I’d say the following is the most dramatic subject line I’ve ever received on an e-mail:
“Please Read. We have been betrayed. The end.”
It’s from the folks at Gypsy, Seattle’s very own underground restaurant. We posted about it back in September of 2006, February of 2007, and about cooking and eating at its sister venture Vagabond in March of 2007.
Gypsy was super passionate, always fun, and often tasty. The best thing about the few times I participated in one of their dinners was that the Gypsy folks were having a good time and trying to make something special. Dana even cooked for them several times.
And now, according to their e-mail, they have to shut down. Here’s the e-mail:
Camelot has ended.
We wake up, we go to work, we come home, we occasionally eat out. Most lives are fashioned after this pattern. Most restaurant’s lives are as well: make food, sell food, clean up, go home. Sometimes, a very magical sometimes, restaurants are able to trancend the merely ordinary and in doing so, transform to some small degree the lives of its patrons.
Gypsy has been this magical place for many many people. New friends, new ideas, new love, a salon of creativity. But as with all things destined to touch hearts, evil waits to take it away. We have been betrayed. Gypsy as we know it was too scary a place to exist, so now it doesn’t.
We are going much deeper underground. Those who really know how to get ahold of us, please email (please don’t call us), we will start a new list, a more protected list. Dinners are cancelled for all intents and purposes. And to the traitor to the clan we offer you this: May you never sleep well, may laughter sound bitter in your ears, and may food always taste like ashes to you…this is our Gypsy curse. You have destroyed a good thing.
That curse at the end is a real doozy. Some random thoughts on this:
- you’ll notice in the comments on my first post as well as reactions I got to it in person from former colleagues that the secrecy surrounding Gypsy was confusing to people. When I wrote about it trying to be vague I got accused of being a snob. (I may be a snob, but that’s not the right evidence to use.) When I told folks at work about it and was vague, the ones who already knew said “you mean Gypsy? What’s the big deal. Why are you acting like it’s a secret?” And for an underground restaurant, Gypsy actually was kind of confusing. They sent out e-mails. They had a website. etc. I always assumed it needed to stay secret and acted accordingly. But maybe not everyone felt the same way.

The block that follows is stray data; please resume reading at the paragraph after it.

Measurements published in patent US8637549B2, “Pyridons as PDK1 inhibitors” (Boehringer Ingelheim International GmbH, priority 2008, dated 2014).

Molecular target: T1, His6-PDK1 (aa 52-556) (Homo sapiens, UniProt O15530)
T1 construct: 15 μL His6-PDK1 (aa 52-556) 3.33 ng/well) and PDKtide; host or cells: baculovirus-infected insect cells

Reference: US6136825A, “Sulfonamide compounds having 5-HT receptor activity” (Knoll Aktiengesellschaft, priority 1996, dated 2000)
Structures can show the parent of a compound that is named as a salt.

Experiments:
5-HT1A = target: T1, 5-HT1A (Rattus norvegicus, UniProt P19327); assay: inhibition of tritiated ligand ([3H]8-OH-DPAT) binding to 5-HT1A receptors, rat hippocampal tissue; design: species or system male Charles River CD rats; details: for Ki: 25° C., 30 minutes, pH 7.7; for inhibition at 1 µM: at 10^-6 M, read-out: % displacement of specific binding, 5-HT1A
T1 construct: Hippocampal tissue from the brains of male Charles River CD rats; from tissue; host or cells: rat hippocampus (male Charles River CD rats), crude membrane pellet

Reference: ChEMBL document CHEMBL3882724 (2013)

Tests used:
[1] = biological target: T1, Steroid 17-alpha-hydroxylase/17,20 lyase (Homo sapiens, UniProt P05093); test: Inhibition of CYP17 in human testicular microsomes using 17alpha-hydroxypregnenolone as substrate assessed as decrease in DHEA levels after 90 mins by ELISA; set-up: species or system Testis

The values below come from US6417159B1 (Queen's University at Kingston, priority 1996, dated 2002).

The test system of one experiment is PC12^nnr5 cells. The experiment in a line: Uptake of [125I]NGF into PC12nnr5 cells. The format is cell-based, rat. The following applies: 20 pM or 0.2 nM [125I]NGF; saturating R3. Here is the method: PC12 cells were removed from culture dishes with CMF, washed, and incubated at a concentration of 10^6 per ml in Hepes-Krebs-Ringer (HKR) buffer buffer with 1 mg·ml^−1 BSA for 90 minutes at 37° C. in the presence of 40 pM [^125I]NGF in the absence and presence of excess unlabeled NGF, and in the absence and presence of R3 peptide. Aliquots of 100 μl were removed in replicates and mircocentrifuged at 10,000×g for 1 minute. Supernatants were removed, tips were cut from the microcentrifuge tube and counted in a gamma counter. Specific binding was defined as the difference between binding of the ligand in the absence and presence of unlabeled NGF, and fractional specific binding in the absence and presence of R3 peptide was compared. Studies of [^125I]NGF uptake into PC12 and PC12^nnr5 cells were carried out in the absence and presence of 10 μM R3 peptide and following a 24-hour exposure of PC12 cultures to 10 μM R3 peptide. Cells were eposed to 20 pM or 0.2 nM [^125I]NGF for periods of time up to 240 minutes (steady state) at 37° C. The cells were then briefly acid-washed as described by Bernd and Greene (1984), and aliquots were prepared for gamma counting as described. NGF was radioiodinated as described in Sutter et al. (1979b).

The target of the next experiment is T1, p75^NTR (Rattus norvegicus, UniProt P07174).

- I wonder if someone really did try to get them in “trouble”, and if they know that for a fact. I can only assume they do based on the content of their e-mail. Why would someone do that? Lame.
- And as Alex pointed out to me in conversation, it sucks when the government spends time and resources regulating things that don’t really need to be regulated. Not to create a whole debate here, but will an underground restaurant here or there really destroy society? Yes… I know about health codes, etc. I wonder if you could objectively rate every licensed restaurant in Seattle vs. Gypsy for absolute health code compliance where Gypsy would fare. I bet it would be among the top scorers. These folks were passionate about doing a professional job. And yes, I know you can’t necessarily count on the honor system with everyone. It’s still annoying though.
I hope Gypsy reforms. But I am surprised they announce that they’re reforming in the mail. Won’t the people they got in trouble with see their intentions? I guess I have a lot to learn about running a secret underground restaurant. Luckily, that’s not a requirement of my job. I just intend to eat there.
I wish the Gypsy folks luck, and I’m sorry someone screwed up a good thing.